Other than a political cartoon, the next edition of Roll Call, on Dec. 16 — ah, those were the days, when we only published twice a week and barely had a presence on the Web — did not mention the scandal at all. Our final paper of the year, on Dec. 19, featured an article about Lott telling supporters that he was “hanging in there.— He stepped down as Majority Leader a day later. Talk about a slow-cooked political fall.

But Lott was never politically imperiled at home in Mississippi the way Reid is now. Yet another dispiriting poll for Reid and the Democrats came out over the weekend, showing him trailing the three leading Republican Senate candidates by an average of 8 points.

A top-flight Democratic operative with years of experience in Nevada told me recently that the polls in the Las Vegas Review-Journal, conducted by Mason-Dixon Polling and Research, routinely undercount Democratic performance in the Silver State — by about 8 points, by this operative’s estimation. He went on to say that if Reid is still several points behind in July, then he’ll worry.

But by July, it will be too late. The Nevada primaries are early this year, on June 8, and the filing deadline is March 12. Is there a Democrat out there who can run a stronger race than Reid, the way there was an obvious stronger alternative to Dodd in Connecticut? And if so, is there a Democratic leader — including Obama, who rushed to Reid’s defense over the weekend — with the juice or the cajones to tell him to step aside?

After the Senate passed its version of health care reform on Christmas Eve, Reid was widely praised for his ability to pull off the deal — and he deserved it. But at the same time, these verbal missteps come with depressing regularity. It’s hard not to make the case that either of the men likely to succeed him as Senate Democratic leader, Dick Durbin (Ill.) or Charles Schumer (N.Y.), would be less susceptible to controversy, and thus better equipped to shepherd Obama’s agenda over the next two years (though neither is without flaw). And while Republicans will wave Reid’s scalp around if he steps down as Majority Leader or announces that he won’t seek re-election after all, would removing himself from the scene actually help the Democrats’ cause in the long run?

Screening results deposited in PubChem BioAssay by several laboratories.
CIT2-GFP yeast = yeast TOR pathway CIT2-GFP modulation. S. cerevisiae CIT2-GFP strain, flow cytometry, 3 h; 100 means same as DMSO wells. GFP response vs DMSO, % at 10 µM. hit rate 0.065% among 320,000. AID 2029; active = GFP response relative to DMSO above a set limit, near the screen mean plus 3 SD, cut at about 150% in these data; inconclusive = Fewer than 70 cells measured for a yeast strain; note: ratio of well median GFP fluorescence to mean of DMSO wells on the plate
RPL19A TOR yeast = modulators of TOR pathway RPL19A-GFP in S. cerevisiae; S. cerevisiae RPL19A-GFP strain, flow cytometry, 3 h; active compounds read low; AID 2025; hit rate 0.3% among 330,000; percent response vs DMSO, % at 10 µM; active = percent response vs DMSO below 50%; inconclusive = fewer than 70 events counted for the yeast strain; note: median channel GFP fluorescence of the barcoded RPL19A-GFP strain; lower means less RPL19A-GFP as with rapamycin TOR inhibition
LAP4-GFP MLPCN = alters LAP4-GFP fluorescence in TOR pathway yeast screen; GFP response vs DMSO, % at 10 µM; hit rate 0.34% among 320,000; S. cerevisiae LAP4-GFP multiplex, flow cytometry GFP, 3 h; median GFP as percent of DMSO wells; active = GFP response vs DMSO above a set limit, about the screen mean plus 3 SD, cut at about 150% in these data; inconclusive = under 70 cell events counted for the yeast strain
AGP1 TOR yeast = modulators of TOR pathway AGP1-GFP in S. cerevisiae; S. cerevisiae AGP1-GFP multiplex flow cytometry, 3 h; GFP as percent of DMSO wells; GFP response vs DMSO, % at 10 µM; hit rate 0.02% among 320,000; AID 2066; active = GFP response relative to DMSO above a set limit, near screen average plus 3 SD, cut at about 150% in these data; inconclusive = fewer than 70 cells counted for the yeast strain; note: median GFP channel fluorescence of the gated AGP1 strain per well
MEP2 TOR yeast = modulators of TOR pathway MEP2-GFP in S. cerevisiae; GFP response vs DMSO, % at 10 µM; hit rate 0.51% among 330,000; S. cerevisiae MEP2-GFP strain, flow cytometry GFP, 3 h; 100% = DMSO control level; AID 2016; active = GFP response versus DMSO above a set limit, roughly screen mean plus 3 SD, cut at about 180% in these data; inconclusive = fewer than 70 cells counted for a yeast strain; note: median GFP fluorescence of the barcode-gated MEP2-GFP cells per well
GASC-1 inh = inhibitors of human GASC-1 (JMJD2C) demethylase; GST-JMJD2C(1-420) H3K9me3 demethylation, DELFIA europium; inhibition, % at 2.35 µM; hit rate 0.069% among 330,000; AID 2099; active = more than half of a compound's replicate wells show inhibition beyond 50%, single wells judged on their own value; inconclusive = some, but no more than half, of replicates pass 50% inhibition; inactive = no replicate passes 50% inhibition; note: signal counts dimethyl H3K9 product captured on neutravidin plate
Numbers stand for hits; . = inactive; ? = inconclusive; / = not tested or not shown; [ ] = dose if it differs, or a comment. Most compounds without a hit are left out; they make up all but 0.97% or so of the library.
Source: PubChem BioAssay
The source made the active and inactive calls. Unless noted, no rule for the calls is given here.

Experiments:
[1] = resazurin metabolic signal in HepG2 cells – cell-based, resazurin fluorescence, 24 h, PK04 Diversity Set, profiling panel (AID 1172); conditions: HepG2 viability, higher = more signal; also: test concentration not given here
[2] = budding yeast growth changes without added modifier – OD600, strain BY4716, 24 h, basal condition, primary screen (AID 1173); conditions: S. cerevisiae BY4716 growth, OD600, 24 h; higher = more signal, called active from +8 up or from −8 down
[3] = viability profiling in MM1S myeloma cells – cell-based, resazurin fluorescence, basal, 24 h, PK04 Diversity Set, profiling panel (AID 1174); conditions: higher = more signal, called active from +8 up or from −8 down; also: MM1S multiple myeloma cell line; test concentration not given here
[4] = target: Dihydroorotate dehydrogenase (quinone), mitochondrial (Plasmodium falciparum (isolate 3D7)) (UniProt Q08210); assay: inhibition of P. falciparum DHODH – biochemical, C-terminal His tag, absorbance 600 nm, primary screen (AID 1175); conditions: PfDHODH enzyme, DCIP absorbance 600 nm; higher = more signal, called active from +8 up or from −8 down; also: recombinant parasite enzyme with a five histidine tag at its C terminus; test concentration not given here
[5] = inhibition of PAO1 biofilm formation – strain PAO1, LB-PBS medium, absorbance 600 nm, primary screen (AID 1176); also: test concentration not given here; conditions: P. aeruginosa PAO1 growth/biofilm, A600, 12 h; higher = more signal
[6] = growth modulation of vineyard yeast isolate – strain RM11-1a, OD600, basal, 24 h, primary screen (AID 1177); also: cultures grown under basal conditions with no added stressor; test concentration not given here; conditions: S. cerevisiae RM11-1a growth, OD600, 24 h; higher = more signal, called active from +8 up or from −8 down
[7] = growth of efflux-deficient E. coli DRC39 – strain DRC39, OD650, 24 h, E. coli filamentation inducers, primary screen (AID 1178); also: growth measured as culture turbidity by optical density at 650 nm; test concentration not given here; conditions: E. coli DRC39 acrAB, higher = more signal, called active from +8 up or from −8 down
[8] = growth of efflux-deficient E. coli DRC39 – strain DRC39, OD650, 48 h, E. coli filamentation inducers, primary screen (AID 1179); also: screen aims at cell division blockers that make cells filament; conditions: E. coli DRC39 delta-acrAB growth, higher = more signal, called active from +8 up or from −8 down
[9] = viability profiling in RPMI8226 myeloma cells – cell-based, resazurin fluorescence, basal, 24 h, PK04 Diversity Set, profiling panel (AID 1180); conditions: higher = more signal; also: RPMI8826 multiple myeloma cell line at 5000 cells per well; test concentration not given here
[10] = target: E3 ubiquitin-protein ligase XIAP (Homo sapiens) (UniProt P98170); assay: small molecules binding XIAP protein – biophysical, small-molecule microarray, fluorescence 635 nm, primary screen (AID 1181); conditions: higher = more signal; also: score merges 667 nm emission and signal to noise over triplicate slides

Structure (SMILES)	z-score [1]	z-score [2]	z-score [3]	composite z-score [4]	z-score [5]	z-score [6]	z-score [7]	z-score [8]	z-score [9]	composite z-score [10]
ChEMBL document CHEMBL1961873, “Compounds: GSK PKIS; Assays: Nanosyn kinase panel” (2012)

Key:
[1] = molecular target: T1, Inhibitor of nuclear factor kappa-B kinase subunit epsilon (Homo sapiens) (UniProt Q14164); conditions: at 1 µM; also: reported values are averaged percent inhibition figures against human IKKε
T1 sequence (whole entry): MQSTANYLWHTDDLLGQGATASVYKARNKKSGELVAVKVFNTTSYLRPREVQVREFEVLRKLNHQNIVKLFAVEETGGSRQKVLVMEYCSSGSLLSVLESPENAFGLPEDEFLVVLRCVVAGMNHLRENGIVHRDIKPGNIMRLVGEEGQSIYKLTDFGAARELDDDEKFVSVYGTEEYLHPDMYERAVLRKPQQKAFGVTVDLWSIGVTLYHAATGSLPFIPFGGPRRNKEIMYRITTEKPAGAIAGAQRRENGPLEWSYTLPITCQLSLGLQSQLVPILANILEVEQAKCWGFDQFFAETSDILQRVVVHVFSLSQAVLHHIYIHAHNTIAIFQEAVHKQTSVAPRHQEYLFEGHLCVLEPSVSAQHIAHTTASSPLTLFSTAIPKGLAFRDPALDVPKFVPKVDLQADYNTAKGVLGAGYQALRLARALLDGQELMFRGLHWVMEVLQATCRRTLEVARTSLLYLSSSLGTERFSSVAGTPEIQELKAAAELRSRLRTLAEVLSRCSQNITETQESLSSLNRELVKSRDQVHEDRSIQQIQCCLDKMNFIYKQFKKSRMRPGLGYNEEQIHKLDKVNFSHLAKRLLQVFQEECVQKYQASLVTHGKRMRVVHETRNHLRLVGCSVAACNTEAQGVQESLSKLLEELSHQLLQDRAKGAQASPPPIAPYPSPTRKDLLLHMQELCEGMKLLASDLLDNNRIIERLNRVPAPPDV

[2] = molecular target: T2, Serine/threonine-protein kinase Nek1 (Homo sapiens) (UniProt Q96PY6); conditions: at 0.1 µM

Which brings us to the GOP’s high-profile leader who is unable to escape controversy, Republican National Committee Chairman Michael Steele. Steele seems to match Reid kerfuffle for kerfuffle — only he seems to be finding a lot less loyalty than Reid.

The controversy over Steele’s remarks and tenure is a reminder that the Republican Party, even as the Democrats fumbled the agenda and frittered away of the voters’ goodwill, is having a hard time righting itself. Even as the poll numbers drop for Obama and Congressional Democrats, Republicans can’t truly take advantage and are now looking forward to a series of ideological primary battles that will be bruising at the very least and could produce the same sort of disastrous results that they saw in the upstate New York special House election two months ago.

So we have a situation where the Democrats are the best thing that the Republicans have going for them — and vice versa. Small wonder the voters are so angry.

As for the Democrats, they may not need to hope for a game-changer after all — especially if the Republicans keep dropping the ball.